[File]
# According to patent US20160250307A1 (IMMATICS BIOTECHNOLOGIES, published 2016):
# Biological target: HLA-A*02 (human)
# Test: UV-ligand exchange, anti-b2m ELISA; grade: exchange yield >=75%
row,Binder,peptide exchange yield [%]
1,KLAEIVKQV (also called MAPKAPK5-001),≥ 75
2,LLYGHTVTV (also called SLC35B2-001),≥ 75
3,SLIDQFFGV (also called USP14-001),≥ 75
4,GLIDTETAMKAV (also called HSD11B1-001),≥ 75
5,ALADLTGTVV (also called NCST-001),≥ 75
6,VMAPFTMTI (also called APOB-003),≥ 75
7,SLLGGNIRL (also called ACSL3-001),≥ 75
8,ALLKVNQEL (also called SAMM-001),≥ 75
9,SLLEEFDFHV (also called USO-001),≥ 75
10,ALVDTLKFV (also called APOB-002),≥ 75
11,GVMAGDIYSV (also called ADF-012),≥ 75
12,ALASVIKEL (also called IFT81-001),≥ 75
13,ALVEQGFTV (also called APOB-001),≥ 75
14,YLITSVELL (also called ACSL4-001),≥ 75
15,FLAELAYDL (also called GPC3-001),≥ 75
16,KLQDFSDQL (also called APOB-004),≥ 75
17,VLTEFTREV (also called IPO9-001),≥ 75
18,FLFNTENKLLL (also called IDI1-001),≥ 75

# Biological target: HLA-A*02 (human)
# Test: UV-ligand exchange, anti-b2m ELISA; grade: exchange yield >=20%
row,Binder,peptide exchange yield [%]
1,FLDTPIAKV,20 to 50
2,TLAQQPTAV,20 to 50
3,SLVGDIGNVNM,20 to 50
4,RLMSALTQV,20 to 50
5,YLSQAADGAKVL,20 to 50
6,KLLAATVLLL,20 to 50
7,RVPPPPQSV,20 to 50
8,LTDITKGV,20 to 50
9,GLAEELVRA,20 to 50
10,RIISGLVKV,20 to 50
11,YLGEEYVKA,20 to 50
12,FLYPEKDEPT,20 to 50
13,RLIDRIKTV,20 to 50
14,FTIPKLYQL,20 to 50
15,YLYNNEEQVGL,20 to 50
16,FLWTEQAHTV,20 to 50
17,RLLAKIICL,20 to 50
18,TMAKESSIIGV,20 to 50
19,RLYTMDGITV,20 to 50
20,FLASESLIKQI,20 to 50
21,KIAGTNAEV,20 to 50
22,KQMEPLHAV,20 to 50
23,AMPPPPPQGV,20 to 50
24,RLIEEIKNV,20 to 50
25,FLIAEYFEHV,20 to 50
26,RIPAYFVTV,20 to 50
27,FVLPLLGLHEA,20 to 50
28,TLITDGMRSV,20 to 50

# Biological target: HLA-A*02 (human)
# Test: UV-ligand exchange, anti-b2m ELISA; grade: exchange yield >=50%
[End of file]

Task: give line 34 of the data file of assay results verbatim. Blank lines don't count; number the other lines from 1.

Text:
9,GLAEELVRA,20 to 50